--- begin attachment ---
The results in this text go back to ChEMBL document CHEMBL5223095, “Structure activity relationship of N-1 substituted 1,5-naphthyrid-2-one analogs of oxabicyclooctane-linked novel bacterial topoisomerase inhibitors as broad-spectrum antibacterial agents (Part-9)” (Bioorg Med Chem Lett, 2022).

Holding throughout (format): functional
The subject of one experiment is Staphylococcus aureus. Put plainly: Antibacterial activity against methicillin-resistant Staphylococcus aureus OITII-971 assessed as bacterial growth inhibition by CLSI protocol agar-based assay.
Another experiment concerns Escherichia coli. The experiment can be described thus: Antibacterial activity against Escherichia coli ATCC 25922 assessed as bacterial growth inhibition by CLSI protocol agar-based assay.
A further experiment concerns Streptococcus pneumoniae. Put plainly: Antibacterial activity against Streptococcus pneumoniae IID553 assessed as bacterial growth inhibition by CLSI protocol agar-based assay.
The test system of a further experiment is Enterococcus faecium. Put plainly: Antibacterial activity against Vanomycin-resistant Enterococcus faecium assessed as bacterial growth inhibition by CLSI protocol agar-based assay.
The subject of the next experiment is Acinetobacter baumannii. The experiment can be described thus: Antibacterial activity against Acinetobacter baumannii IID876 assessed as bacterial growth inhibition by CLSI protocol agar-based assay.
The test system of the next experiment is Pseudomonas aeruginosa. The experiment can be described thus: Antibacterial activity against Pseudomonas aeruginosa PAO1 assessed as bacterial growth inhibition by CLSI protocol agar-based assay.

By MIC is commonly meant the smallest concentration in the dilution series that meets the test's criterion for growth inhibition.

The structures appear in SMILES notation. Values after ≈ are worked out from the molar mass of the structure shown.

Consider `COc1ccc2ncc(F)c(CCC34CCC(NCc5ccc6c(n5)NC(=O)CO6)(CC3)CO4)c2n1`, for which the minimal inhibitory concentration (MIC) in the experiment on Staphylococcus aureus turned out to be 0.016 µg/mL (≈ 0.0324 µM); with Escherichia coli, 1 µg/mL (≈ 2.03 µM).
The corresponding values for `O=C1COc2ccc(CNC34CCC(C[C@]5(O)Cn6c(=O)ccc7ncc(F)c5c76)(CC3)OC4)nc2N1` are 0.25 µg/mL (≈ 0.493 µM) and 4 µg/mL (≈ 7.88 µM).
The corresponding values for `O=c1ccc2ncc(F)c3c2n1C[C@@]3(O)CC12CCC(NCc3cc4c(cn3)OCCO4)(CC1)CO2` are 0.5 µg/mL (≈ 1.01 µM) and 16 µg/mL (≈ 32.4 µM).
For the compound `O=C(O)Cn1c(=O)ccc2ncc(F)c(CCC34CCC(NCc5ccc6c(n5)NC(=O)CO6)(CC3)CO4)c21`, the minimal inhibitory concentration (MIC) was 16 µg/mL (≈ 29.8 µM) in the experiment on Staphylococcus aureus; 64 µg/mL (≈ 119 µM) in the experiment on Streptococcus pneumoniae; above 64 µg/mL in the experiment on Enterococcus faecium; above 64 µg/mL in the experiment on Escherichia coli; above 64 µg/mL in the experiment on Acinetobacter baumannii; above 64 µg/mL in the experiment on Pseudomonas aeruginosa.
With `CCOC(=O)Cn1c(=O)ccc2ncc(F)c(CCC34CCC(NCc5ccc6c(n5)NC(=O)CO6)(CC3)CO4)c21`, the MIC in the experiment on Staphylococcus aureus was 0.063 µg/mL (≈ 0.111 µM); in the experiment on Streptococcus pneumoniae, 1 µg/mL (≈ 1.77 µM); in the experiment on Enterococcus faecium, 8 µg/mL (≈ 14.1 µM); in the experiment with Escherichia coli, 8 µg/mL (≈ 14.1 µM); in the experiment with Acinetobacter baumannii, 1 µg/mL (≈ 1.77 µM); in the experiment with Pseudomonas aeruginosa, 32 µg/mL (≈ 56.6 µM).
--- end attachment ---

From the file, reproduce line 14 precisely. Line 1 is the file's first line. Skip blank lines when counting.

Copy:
For the compound `O=C(O)Cn1c(=O)ccc2ncc(F)c(CCC34CCC(NCc5ccc6c(n5)NC(=O)CO6)(CC3)CO4)c21`, the minimal inhibitory concentration (MIC) was 16 µg/mL (≈ 29.8 µM) in the experiment on Staphylococcus aureus; 64 µg/mL (≈ 119 µM) in the experiment on Streptococcus pneumoniae; above 64 µg/mL in the experiment on Enterococcus faecium; above 64 µg/mL in the experiment on Escherichia coli; above 64 µg/mL in the experiment on Acinetobacter baumannii; above 64 µg/mL in the experiment on Pseudomonas aeruginosa.